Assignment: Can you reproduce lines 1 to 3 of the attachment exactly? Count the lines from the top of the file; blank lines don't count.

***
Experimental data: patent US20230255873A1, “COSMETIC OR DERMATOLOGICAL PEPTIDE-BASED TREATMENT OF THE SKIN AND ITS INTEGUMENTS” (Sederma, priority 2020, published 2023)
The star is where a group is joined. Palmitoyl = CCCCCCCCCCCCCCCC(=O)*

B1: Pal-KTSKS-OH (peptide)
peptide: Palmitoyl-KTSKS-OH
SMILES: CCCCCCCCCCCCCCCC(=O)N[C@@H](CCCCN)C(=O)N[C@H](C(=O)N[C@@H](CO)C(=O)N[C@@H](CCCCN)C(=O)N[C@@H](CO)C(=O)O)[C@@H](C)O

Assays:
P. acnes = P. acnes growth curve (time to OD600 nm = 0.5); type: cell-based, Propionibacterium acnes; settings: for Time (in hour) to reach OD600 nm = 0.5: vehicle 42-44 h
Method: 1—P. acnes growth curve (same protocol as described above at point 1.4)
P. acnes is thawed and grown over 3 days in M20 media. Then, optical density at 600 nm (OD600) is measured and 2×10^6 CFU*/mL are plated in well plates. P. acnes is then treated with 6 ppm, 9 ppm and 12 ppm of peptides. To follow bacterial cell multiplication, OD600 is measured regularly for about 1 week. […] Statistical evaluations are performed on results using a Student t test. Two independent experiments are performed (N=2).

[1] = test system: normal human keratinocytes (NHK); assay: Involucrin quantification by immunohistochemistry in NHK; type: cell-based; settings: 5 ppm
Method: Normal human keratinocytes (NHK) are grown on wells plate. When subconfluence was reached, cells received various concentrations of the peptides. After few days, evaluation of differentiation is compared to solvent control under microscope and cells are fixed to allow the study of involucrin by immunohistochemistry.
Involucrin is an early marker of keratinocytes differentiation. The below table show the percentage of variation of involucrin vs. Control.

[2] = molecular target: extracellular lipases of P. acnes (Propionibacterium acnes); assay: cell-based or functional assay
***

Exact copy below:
Experimental data: patent US20230255873A1, “COSMETIC OR DERMATOLOGICAL PEPTIDE-BASED TREATMENT OF THE SKIN AND ITS INTEGUMENTS” (Sederma, priority 2020, published 2023)
The star is where a group is joined. Palmitoyl = CCCCCCCCCCCCCCCC(=O)*

B1: Pal-KTSKS-OH (peptide)